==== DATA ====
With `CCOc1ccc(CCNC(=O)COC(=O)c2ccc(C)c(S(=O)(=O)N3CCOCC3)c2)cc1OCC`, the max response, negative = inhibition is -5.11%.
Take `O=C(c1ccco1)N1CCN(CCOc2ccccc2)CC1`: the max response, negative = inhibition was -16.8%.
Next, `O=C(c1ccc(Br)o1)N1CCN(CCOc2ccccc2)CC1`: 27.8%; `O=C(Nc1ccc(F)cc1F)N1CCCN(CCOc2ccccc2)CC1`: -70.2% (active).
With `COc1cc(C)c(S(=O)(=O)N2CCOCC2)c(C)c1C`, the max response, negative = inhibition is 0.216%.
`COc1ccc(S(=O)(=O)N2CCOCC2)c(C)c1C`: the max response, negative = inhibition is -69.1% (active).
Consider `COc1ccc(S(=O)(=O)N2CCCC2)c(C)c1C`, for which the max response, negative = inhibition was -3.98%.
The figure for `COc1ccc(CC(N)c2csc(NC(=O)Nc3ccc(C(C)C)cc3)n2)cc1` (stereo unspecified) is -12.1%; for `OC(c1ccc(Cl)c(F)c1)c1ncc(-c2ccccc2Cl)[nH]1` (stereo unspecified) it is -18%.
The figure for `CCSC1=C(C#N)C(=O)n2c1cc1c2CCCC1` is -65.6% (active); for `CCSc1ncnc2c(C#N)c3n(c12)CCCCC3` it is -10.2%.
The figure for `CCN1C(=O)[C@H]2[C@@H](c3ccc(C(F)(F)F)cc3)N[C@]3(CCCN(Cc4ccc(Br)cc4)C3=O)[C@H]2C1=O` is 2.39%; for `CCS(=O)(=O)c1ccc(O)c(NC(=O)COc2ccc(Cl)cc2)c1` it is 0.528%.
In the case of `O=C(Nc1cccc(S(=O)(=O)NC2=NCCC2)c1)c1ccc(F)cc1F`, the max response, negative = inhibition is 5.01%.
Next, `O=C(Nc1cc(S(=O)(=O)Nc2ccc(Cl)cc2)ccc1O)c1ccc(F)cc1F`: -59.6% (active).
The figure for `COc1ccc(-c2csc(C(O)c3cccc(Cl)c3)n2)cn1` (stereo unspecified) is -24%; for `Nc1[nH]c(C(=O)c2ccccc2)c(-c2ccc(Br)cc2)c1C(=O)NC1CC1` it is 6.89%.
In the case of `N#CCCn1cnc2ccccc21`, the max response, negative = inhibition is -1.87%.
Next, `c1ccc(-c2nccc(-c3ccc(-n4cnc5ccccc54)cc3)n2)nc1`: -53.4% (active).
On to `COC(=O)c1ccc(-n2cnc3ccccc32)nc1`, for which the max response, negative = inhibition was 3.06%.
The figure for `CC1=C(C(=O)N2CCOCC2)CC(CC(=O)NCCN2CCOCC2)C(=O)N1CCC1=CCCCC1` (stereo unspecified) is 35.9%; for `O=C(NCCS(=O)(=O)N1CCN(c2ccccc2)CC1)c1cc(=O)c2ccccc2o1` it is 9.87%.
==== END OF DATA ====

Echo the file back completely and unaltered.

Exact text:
With `CCOc1ccc(CCNC(=O)COC(=O)c2ccc(C)c(S(=O)(=O)N3CCOCC3)c2)cc1OCC`, the max response, negative = inhibition is -5.11%.
Take `O=C(c1ccco1)N1CCN(CCOc2ccccc2)CC1`: the max response, negative = inhibition was -16.8%.
Next, `O=C(c1ccc(Br)o1)N1CCN(CCOc2ccccc2)CC1`: 27.8%; `O=C(Nc1ccc(F)cc1F)N1CCCN(CCOc2ccccc2)CC1`: -70.2% (active).
With `COc1cc(C)c(S(=O)(=O)N2CCOCC2)c(C)c1C`, the max response, negative = inhibition is 0.216%.
`COc1ccc(S(=O)(=O)N2CCOCC2)c(C)c1C`: the max response, negative = inhibition is -69.1% (active).
Consider `COc1ccc(S(=O)(=O)N2CCCC2)c(C)c1C`, for which the max response, negative = inhibition was -3.98%.
The figure for `COc1ccc(CC(N)c2csc(NC(=O)Nc3ccc(C(C)C)cc3)n2)cc1` (stereo unspecified) is -12.1%; for `OC(c1ccc(Cl)c(F)c1)c1ncc(-c2ccccc2Cl)[nH]1` (stereo unspecified) it is -18%.
The figure for `CCSC1=C(C#N)C(=O)n2c1cc1c2CCCC1` is -65.6% (active); for `CCSc1ncnc2c(C#N)c3n(c12)CCCCC3` it is -10.2%.
The figure for `CCN1C(=O)[C@H]2[C@@H](c3ccc(C(F)(F)F)cc3)N[C@]3(CCCN(Cc4ccc(Br)cc4)C3=O)[C@H]2C1=O` is 2.39%; for `CCS(=O)(=O)c1ccc(O)c(NC(=O)COc2ccc(Cl)cc2)c1` it is 0.528%.
In the case of `O=C(Nc1cccc(S(=O)(=O)NC2=NCCC2)c1)c1ccc(F)cc1F`, the max response, negative = inhibition is 5.01%.
Next, `O=C(Nc1cc(S(=O)(=O)Nc2ccc(Cl)cc2)ccc1O)c1ccc(F)cc1F`: -59.6% (active).
The figure for `COc1ccc(-c2csc(C(O)c3cccc(Cl)c3)n2)cn1` (stereo unspecified) is -24%; for `Nc1[nH]c(C(=O)c2ccccc2)c(-c2ccc(Br)cc2)c1C(=O)NC1CC1` it is 6.89%.
In the case of `N#CCCn1cnc2ccccc21`, the max response, negative = inhibition is -1.87%.
Next, `c1ccc(-c2nccc(-c3ccc(-n4cnc5ccccc54)cc3)n2)nc1`: -53.4% (active).
On to `COC(=O)c1ccc(-n2cnc3ccccc32)nc1`, for which the max response, negative = inhibition was 3.06%.
The figure for `CC1=C(C(=O)N2CCOCC2)CC(CC(=O)NCCN2CCOCC2)C(=O)N1CCC1=CCCCC1` (stereo unspecified) is 35.9%; for `O=C(NCCS(=O)(=O)N1CCN(c2ccccc2)CC1)c1cc(=O)c2ccccc2o1` it is 9.87%.